. nikki haley gets to pick a replacement. comedy central's stephen colbert hinted at another unlikely candidate. >> but who will she pick? let's see. want somebody young, somebody conservative, somebody from south carolina, maybe somebody who had a super pac. wait a second. [ applause ] watch where you point that thing. it's powerful. okay. >> that wandering f infinger. colbert took himself out of the running with her when he could not name the state drink which is milk. thomas roberts will be back on monday at 11:00 eastern time. "now" with alex wagner. my favorite was the stash. he looks five years younger. >> he does. i'm uncomfortable seeing david axelrod without the mustache. it's wrong but so right he raised so much money. >> he did a great job. >> we have a big show today. the unemployment rate may have ticked down last month, but will it prevent the country from falling off the fiscal cliff? new reports say president obama and john boehner are going mono mono with negotiations. ayman jabbers will join us with a live report. a tea party king maker and now jim demint says he can
to the sideshow. a merry cliffmas from stephen colbert. >> everywhere you go you could see the twinkle in children's eyes because in just a couple weeks the fiscal cliff is coming to town. merry cliffmas. if the parties here cannot agree to a budget deal by january 1st, automatic spending cuts will kick in and plunge america into a second recession. and things are not looking too good. >> democrats and republicans are blaming each other for the negotiations. >> who's going to blink first? >> who's going to blink first? >> the white house is daring republicans to blink. >> obama is daring republicans literally to blink. the joke's on him because i know some republicans who have had their eyelids surgically removed. >>> also, what caused former indiana senate candidate richard mourdock at first the likely winner in that race to end up losing to joe donnelly? you might well point to this moment from a mourdock/donnelly debate. >> i struggled with it myself for a long time but realized life is a gift from god. even when life begins in the horrible situation of rape it is something god intended to happ
to get a reality check from stephen moore, a member of the wall street editorial board and author of "who's the fairest of them all?" . stephen, we have spent six month talking about this can't happen we can't go off the fiscal cliff. we've got to meet this deadline and now they are saying, it's not that bad. which is it? >> look, i don't think it's the end of the world and i think it would get resolved in the weeks ahead but it's a black eye for our whole political system. think about this. here we are two or three days away from the start of the year without any american business or investor or workerer knowing what the payroll tax is going to be, income tax is going to be, i mean, this just isn't a very good way to run a country and it's almost like banana republic politics. >> my dad used to say, no way to run a railroad. let's talk about a couple of things. this whole idea that tax rates on everyone will go up. does the irs, does the treasury department have the ability to sort of say, look, here's some guidance. keep withholding where it is? >> the irs is in turmoil right now. they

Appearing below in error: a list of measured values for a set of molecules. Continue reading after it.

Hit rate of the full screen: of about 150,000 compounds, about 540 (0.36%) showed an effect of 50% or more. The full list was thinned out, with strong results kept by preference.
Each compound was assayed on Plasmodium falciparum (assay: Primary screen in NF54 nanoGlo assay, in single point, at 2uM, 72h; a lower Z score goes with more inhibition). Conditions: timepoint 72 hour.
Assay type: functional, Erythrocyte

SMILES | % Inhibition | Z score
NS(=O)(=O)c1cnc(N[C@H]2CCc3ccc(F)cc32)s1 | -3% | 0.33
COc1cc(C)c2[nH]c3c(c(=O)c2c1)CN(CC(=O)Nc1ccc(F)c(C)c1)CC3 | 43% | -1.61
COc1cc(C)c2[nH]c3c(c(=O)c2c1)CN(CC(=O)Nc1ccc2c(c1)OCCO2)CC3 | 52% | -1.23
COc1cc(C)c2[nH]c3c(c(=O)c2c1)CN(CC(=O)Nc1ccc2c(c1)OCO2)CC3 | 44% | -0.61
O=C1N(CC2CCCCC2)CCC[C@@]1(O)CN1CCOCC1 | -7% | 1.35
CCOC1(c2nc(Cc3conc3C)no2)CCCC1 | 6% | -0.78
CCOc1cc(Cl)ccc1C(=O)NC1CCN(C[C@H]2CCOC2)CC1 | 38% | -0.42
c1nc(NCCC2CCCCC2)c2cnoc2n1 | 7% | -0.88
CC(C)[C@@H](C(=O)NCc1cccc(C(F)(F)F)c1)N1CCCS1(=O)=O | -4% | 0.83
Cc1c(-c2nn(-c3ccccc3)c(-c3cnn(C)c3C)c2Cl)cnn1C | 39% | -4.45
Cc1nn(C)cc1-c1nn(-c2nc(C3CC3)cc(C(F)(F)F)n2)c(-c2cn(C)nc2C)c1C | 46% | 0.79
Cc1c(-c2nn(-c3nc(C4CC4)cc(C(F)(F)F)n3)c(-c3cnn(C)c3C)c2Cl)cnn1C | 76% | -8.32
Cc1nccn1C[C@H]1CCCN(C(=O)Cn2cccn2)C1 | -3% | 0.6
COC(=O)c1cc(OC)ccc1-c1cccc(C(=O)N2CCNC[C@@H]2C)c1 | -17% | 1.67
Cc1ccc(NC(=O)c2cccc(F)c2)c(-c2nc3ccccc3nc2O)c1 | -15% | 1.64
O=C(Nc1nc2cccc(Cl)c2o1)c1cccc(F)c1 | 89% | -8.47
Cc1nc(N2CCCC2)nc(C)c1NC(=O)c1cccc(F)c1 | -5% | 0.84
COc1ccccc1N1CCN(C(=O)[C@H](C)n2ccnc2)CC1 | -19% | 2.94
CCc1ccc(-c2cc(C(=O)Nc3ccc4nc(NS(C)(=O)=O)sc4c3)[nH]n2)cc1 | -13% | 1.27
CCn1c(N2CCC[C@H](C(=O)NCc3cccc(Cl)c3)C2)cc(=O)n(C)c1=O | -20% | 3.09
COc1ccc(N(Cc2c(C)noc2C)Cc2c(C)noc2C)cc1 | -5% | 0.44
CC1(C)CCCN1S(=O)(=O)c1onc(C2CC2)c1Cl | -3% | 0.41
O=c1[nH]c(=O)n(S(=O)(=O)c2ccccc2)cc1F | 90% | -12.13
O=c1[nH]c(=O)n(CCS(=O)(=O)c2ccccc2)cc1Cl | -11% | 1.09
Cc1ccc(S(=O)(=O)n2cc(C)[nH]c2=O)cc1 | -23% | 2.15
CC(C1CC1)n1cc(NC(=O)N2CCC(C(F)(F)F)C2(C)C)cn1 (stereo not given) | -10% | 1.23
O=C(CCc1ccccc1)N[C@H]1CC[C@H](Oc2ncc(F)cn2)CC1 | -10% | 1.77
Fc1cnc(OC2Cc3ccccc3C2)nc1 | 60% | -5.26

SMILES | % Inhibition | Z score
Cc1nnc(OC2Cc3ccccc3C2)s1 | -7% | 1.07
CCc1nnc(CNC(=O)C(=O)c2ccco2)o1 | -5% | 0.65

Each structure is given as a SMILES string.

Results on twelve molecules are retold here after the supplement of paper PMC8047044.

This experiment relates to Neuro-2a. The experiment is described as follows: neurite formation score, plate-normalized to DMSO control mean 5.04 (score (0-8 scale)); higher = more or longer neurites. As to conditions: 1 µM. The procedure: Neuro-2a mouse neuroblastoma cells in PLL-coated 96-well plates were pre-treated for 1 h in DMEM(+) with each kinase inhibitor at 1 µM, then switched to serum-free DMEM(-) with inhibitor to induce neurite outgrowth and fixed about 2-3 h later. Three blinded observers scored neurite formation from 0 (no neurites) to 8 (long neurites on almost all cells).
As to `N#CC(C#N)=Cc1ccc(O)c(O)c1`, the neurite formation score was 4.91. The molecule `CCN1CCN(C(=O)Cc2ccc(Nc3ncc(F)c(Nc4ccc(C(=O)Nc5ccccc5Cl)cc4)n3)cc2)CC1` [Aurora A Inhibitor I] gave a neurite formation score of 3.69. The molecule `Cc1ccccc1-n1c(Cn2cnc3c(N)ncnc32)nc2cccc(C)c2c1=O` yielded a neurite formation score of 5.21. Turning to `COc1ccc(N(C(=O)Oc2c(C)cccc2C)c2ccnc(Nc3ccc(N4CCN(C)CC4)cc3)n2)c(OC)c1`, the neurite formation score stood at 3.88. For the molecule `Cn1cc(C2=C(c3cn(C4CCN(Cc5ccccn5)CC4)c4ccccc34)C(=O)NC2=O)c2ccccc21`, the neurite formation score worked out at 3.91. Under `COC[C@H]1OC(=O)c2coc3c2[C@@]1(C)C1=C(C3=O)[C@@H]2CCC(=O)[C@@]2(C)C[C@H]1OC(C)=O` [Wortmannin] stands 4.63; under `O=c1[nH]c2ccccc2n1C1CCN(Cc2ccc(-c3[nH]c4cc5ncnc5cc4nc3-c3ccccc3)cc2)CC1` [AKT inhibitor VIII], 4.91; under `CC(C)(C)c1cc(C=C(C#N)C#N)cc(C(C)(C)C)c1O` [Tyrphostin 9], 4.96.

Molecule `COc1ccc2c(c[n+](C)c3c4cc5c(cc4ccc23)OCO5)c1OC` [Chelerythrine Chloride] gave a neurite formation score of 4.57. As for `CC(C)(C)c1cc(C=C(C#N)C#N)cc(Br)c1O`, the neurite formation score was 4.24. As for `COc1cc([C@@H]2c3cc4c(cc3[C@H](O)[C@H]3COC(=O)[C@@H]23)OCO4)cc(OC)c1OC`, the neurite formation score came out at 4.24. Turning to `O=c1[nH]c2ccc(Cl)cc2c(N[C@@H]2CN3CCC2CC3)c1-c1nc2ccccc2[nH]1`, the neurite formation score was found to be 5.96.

into the last shopping weekend before christmas, and stephen bebis is the ceo of brookstone and joins us now on how the holiday season has been shaping up. good morning to you. >> good morning. >> before we get into the holiday season, i need to admit something. i am the guy who sits in those chairs in the airport, you know how you have them in your -- in your store? >> yeah. >> and the massage chairs. and i wonder, do you sell those chairs? i know they're for sale. but how many of those chairs do you sell in a given year? >> we actually sell thousands of those chairs. it's one of our strongest items in our stores. our sales are up over 20% in shares this year alone. >> but you were mad when it just stopped and you were like, this is a mis -- i thought there was more. >> no. i get mad when the brookstone guy comes over and says you've been sitting in that chair for probably too long. and i haven't bought anything yet. >> well, we like you trying the chairs. we like to demonstrate those chairs. because once you sit in a brookstone chair, you're going to want one. they're fantastic. >> for not